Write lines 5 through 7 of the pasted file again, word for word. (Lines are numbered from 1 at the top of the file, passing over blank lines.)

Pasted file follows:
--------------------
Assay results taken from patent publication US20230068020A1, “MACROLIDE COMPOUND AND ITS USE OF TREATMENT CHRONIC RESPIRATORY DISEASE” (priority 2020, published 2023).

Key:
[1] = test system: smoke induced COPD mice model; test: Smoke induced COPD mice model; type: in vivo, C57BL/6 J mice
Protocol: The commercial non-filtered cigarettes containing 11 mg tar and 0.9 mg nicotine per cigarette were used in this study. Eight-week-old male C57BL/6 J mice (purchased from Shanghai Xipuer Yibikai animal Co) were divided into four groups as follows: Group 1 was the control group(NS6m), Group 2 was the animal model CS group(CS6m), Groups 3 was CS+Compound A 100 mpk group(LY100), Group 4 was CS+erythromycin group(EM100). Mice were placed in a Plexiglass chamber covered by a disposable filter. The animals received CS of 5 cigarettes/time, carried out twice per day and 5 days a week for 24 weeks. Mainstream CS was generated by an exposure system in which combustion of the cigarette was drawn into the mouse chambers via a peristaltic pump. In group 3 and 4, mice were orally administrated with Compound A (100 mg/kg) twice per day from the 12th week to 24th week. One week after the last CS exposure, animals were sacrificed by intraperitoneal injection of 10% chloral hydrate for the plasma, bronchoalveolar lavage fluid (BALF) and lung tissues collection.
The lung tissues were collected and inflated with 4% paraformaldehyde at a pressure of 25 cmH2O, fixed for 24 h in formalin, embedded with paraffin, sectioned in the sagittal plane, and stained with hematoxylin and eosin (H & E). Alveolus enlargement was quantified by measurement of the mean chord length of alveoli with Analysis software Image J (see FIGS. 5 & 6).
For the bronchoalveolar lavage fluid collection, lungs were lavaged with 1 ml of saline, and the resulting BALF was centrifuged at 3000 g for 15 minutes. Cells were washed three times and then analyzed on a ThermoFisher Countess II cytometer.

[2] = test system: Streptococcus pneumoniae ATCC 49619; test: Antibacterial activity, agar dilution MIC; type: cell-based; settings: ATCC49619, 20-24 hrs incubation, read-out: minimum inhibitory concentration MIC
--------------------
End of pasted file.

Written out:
The lung tissues were collected and inflated with 4% paraformaldehyde at a pressure of 25 cmH2O, fixed for 24 h in formalin, embedded with paraffin, sectioned in the sagittal plane, and stained with hematoxylin and eosin (H & E). Alveolus enlargement was quantified by measurement of the mean chord length of alveoli with Analysis software Image J (see FIGS. 5 & 6).
For the bronchoalveolar lavage fluid collection, lungs were lavaged with 1 ml of saline, and the resulting BALF was centrifuged at 3000 g for 15 minutes. Cells were washed three times and then analyzed on a ThermoFisher Countess II cytometer.

[2] = test system: Streptococcus pneumoniae ATCC 49619; test: Antibacterial activity, agar dilution MIC; type: cell-based; settings: ATCC49619, 20-24 hrs incubation, read-out: minimum inhibitory concentration MIC